The 47th Annual American Art Therapy Association Conference, was held in Baltimore, MD from July 6-10, 2016, at the Baltimore Marriott Waterfront. The theme of the conference, Art Therapy: Integrating Creativity, Healing & Professionalism, considered, “the art therapist’s role within the greater health community, our creative roots, and the benefits of the art process…” (AATA President-Donna Betts, PhD, ATR-BC- 2016).
I was so very honored to be a presenter.
Baltimore Uprising/Freddie Gray: An Artist’s Creative Journey towards Clarity and Healing(presented on Thursday, July 7, 2016).
Thank you to all those who came to hear the presentation, and participated in the very important discussion about racial and social justice.
The 46th Annual American Art Therapy Association (AATA) Conference was held in Minneapolis, from July 8-12, 2015 at the Hyatt Regency on Nicollet Mall. The theme of the Conference, Bridging Cultural Terrains: Expanding the Lens of Art Therapy, focused on, “The wide variety of settings in which art therapy promotes healing, health and wellness” (AATA2015).
Not only did I attend this amazing event, I was also invited as a presenter; my subject matter was Racial Microaggressions. Given all our recent racially provoked unrests within many United States cities, particularly my beloved Baltimore City, I felt strongly that a dialogue was necessary among my Art Therapy friends/colleagues about racial inequality, the psychology of racism, racial microaggressions, and issues surrounding social justice-particularly in its manifestations within the counseling relationship between White therapists and Black/African American clients.
Captions of my Presentations:
Session Title: Experiences of Racial Microaggressions and Coping Skills among Professional African American Men
Date of Session: Friday, July 10, 2015
Time of Session: 11:30am – 12:20pm
Number of CECs: .5
Session Title: Unmasking Racial Microaggressions within the therapeutic Relationship: Working with African American Clients
**A big Thank you to all those who attended my presentations. Not only were the presentations well attended, but, participants were actively engaged in the topic. In addition, judging from the feedback I received from participants, it was a much needed topic for dialogue.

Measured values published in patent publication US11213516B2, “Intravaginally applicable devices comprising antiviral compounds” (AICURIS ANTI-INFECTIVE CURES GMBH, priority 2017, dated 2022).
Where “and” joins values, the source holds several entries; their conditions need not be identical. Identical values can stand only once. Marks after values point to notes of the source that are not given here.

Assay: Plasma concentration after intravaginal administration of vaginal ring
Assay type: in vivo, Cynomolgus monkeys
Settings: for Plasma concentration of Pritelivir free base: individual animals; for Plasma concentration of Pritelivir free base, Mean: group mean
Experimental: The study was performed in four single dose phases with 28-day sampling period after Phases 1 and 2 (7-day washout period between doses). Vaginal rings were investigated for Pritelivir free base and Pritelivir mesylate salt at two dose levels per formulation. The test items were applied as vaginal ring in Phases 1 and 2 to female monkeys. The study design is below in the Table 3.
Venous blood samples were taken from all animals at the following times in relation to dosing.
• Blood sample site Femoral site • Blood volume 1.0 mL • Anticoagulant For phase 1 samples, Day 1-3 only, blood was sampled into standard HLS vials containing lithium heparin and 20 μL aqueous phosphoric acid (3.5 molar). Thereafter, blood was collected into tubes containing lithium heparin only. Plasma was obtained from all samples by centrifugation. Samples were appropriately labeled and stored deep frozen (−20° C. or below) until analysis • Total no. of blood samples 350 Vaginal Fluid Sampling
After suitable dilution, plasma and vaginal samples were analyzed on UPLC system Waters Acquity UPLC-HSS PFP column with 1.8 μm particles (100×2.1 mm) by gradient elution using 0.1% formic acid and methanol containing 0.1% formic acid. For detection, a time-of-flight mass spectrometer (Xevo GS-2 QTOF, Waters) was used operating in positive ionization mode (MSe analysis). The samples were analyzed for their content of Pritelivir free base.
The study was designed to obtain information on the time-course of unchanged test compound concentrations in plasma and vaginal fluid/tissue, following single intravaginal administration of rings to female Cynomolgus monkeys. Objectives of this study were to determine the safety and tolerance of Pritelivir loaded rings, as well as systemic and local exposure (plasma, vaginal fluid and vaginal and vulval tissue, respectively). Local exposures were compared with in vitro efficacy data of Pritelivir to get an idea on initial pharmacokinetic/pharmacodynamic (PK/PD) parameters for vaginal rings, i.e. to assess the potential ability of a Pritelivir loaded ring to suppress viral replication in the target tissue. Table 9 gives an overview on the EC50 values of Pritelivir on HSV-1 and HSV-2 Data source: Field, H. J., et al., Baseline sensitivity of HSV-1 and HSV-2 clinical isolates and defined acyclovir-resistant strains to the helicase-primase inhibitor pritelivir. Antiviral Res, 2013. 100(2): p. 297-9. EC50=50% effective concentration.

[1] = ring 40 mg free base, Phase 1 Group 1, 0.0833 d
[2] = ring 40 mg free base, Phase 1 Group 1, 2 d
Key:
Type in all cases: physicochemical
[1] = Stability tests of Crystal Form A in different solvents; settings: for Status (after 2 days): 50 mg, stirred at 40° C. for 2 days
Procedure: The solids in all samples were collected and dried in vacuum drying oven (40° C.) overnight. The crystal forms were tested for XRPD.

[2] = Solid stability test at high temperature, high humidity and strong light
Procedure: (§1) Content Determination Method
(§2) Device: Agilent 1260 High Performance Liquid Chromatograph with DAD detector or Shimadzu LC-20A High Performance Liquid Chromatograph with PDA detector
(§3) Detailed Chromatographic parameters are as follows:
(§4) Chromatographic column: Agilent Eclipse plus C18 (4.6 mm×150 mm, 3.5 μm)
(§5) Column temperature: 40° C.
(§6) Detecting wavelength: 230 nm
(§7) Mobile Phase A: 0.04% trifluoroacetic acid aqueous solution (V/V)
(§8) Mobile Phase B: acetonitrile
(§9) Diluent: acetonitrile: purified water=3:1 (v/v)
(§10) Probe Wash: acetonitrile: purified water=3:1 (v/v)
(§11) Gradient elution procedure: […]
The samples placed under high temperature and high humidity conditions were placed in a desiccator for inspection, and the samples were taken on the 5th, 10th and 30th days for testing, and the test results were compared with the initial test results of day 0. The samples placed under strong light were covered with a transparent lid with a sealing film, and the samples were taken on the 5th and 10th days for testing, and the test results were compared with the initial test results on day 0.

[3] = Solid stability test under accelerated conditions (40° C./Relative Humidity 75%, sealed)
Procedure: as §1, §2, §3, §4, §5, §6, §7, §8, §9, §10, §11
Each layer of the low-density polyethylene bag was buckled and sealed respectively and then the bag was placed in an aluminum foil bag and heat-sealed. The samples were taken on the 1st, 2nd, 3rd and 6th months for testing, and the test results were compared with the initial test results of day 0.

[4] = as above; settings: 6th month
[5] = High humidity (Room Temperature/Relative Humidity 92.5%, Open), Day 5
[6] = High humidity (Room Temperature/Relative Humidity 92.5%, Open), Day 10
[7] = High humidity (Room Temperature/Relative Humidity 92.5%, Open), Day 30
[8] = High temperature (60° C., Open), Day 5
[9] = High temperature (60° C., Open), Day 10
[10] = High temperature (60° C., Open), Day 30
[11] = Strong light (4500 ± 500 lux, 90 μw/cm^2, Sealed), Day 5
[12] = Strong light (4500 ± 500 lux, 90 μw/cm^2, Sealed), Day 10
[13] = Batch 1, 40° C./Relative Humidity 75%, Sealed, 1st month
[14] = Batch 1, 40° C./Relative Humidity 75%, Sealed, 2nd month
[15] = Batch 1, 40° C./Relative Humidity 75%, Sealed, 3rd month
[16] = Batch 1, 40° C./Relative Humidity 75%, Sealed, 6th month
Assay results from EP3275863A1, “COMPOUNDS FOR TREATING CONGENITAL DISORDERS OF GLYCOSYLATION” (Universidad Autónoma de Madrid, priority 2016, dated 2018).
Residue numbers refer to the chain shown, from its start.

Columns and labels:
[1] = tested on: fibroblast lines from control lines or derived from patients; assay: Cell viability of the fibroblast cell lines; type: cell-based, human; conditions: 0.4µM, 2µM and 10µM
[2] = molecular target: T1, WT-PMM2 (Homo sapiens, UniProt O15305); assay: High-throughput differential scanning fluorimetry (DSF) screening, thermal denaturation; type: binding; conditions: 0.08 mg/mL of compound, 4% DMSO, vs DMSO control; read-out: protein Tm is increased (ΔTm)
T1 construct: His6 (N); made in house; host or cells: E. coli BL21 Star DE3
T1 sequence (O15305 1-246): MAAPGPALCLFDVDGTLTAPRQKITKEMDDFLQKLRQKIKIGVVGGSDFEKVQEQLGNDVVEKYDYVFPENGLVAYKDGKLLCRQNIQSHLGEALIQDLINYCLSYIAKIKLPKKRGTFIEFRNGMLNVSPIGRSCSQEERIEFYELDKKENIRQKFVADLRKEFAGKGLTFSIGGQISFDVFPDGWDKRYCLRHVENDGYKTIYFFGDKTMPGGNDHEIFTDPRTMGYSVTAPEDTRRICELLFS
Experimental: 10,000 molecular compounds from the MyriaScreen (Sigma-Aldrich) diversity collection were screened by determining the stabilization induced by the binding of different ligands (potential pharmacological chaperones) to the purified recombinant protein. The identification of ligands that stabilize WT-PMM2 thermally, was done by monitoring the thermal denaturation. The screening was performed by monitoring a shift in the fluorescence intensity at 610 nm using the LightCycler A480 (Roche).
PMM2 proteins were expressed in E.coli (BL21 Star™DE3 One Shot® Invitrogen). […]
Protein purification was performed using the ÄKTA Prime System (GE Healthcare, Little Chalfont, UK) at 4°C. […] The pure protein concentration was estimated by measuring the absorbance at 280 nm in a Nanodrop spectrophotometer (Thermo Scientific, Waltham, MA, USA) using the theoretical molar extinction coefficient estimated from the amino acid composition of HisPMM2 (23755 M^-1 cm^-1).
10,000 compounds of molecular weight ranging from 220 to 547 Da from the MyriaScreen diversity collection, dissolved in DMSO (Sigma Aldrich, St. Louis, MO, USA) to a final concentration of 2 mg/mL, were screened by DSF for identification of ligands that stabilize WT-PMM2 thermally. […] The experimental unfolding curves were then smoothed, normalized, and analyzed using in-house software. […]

It goes without saying that all discussions about race and racism between different racial/cultural groups is often filled with very powerful emotions that may sometimes lead to guilt, confusion, ambivalence and misunderstandings (Sue, 2015 from book- “Race Talk”). Let’s not be discouraged; let’s continue the much needed dialogue and trainings about race and racism in our country.
**I gave out some handouts to participants who attended both my presentations. Those handouts are copyrighted material. When referring to the works/ presentation from the conference, please cite where you got the material, or heard the work, and give the presenter/author the appropriate credit. Thank you.
There were also many other wonderful things going on:
July 9, 2015- Bruce Moon and Friends playing~
Other sites of the Conference:
Sites of Downtown Minneapolis:
The 2016 American Art Therapy Association Conference will be held in Baltimore, MD, July 6-10, 2016.
The following is the first of a new interview series; “PerceptAInterviews.” PerceptA will be conducting a series of interviews with professionals from a variety of backgrounds, for the benefit of all students in need of guidance regarding their own professional path.